The month of November has been incredibly busy. With countless big news stories and major events taking place all over the state, it has been difficult to cover everything that has gone on. There have been a number of stories that need to be written. Some of these issues and events may still become stories on their own, but I feel like I’m getting a little backed up. So, before I forget where I’ve been this month, I figured I needed to at least mention them before my memory fails me. I hope you will indulge me with an opportunity to clear my desk by having a couple clean-up articles today.
How Can Roxanne Conlin “Take On” the Special Interest When She Uses a Prominent Member of a Special Interest Group in her Campaign Video?
Roxanne Conlin claims in her “announcement” YouTube video that, “Taking on the special interests has been the cause of my life.” Then, twelve seconds later, she is pictured with Jeremy Lewis, who is the Development Director for One Iowa.
This should come as no surprise given Conlin’s donor history. She has served as the President of one of the most liberal special interest groups in America – The American Trial Lawyer Association. She has also contributed tens-of-thousands of dollars to liberal special interest groups like the American Association of Justice (Trial Lawyers), the National Organization for Women, the Gay and Lesbian Victory Fund, and EMILY’s List.
In addition to her donor history, Conlin also filed an Amicus brief in the Iowa Supreme Court case Varnum vs. Brien. An amicus brief, which means ‘friend of the court” in Latin, offers the Court information on a point of law or some other aspect of the case to assist the court in deciding a matter before it. Conlin argued that Iowa’s Defense of Marriage Act was unconstitutional.
I don’t think anyone thinks that she would do anything other than promote the radical agenda of groups like One Iowa if she were ever to find herself inside the halls of Congress. It just seems ironic that she would attempt to frame the start of her campaign around her opposition to special interests. If there was a little more truth in political advertising, she would have said, “Financially supporting, and personally promoting liberal special interest groups has been the cause of my life.”
Iowans have grown accustomed to the reality that some campaign promises are eventually broken. By breaking a campaign promise only 12 seconds after it was made, Conlin may have set a new record.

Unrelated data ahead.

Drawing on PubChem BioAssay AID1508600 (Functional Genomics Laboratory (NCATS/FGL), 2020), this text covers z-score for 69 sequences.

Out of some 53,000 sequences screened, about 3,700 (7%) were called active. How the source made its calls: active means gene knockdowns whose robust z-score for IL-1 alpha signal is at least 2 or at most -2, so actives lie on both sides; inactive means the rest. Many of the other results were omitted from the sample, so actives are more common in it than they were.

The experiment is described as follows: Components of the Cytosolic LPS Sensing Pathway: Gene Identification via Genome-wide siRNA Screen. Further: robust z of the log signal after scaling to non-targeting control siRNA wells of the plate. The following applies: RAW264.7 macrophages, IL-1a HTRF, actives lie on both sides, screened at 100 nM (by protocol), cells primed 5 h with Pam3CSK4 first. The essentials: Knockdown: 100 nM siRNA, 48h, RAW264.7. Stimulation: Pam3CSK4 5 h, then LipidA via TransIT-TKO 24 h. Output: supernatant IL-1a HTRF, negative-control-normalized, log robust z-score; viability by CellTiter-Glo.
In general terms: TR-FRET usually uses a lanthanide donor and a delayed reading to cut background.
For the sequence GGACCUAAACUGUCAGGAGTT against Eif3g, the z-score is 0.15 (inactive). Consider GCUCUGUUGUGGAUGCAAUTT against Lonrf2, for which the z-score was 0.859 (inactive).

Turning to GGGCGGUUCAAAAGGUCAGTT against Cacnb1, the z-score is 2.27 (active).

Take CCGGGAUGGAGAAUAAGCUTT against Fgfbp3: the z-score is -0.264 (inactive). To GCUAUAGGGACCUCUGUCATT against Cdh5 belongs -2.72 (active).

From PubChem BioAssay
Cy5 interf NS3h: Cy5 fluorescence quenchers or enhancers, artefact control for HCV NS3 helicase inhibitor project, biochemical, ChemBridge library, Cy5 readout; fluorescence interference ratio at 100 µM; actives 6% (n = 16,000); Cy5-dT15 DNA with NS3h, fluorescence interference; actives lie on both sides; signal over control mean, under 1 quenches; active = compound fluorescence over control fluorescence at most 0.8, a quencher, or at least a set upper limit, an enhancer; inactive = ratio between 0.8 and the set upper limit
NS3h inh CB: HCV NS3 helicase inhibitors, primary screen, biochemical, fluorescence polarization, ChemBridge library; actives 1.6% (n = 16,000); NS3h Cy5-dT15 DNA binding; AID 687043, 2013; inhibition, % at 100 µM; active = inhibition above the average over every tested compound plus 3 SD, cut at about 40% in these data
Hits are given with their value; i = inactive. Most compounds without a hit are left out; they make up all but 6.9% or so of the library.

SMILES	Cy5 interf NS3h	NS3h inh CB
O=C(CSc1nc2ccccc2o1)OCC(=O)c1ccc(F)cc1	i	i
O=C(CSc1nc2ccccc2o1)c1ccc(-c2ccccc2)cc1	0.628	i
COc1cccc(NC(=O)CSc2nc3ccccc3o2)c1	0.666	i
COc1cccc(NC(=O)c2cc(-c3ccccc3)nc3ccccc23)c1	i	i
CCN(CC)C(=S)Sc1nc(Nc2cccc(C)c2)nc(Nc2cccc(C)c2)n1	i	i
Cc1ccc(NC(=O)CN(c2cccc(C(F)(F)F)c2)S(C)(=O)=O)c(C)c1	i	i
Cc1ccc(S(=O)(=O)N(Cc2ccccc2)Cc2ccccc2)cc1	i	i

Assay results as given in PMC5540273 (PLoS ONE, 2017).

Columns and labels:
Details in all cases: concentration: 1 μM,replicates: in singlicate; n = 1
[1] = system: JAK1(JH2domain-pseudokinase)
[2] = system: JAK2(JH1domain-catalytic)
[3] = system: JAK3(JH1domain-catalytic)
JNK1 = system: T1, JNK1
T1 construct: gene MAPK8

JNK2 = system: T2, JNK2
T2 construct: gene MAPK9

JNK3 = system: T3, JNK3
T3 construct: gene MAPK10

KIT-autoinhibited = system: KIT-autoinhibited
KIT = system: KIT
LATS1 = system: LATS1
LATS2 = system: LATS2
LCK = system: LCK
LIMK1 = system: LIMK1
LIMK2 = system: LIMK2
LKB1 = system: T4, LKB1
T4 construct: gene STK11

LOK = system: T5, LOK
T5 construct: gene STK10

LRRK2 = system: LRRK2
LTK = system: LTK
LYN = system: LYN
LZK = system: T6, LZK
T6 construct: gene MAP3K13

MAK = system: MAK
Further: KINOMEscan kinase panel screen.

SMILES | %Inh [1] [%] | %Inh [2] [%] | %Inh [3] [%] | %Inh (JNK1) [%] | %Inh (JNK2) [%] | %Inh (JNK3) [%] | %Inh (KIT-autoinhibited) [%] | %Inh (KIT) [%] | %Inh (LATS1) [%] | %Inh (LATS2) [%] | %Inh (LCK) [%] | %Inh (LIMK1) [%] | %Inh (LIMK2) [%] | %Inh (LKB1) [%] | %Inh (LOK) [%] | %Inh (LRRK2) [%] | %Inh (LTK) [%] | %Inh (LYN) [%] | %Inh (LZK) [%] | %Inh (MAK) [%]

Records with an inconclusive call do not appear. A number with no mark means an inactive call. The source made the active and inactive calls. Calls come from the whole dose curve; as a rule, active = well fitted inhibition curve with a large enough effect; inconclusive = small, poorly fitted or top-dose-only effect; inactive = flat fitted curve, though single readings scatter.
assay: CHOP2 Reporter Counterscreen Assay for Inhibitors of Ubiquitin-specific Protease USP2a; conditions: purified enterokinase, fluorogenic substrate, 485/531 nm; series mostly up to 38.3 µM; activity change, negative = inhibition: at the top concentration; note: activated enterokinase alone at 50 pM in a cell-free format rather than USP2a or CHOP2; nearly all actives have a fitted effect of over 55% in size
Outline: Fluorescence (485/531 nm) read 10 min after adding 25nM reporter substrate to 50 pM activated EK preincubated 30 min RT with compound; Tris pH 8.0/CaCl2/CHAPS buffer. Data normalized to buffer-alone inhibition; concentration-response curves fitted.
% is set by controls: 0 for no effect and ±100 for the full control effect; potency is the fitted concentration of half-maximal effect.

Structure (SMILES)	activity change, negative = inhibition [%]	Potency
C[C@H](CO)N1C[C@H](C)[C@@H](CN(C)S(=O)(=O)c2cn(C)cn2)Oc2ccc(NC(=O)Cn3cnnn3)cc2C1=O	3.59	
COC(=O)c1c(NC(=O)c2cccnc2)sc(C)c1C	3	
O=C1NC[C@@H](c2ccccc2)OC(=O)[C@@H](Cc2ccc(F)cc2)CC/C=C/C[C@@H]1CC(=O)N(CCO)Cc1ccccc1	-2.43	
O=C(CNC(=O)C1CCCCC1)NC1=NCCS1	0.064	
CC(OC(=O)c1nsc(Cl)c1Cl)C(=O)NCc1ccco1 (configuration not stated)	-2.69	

Jeremy Lewis as he appears in the Conlin Video followed by his picture from the One Iowa announcement when he joined the staff.
Senate District 37 Race between Kent Sorenson and Staci Appel ramps-up
Appel Kicks off Event Campaign One Iowa Fundraiser
On Thursday, November 12th, liberal State Senator Staci Appel kicked off her re-election campaign with a fundraiser in Des Moines. The event was hosted by Mike Simonson, a Des Moines architect. Simonson is also an active member of One Iowa, a pro-gay marriage group. Simonson serves on the “kitchen cabinet” of One Iowa’s Campaign for Marriage Equality in Iowa. Ironically, it was One Iowa who speculated that Sorenson would be the first to make this race all about gay marriage when, in fact, it’s Senator Appel and One Iowa who are the single issue and wedge issue activists.
Sorenson Kicks off Campaign with Ron Paul and Tom Latham Rally/Fundraiser
Last Saturday, State Representative Kent Sorenson kicked off his State Senate campaign with over 400 people at the Des Moines Airport Holiday Inn. In all honesty, calling it a rally or a fundraiser isn’t quite accurate; it was more like a conservative convention starring Kent Sorenson.
The morning started off with Ron Paul having a discussion with a room of conservative leaders from across the state. Then there was a packed private reception for Sorenson with Ron Paul and Tom Latham. Finally, 400 people packed the ballroom for a rally style event. WHO Radio personality Steve Deace was the event’s emcee. Sorenson, Congressman Latham, and Congressman Ron Paul all addressed the audience.
The event was fascinating in the sense that it provided an example of how the Republican Party and Tea Party activist can coexist and come together to help elect principled, conservative candidates to office. While Sen. Appel’s event was obviously centered on the issue of gay marriage, Sorenson’s event covered a lot of topics. Sorenson even told the people in the audience that he understands that not everyone in the room probably agrees with him on the marriage issue, yet there are other issues that he cares deeply about that they do agree on, and he will work to advance those issues in the state senate.
Sorenson’s event was a huge success in that a bunch of people turned out on a Saturday morning to see both him and Ron Paul. I’m also told that the event was successful in raising a considerable amount of money for Sorenson’s campaign. Congressman Latham, who represents Sorenson’s district, was wise to attend the event. Latham railed against Nancy Pelosi and the Obama Administration for their bailout scheme, cap and trade, and the healthcare bill. The crowd ate it up.
Republican leaders need to look at this event and try to replicate it across the state. It was a tremendous showing of unity.
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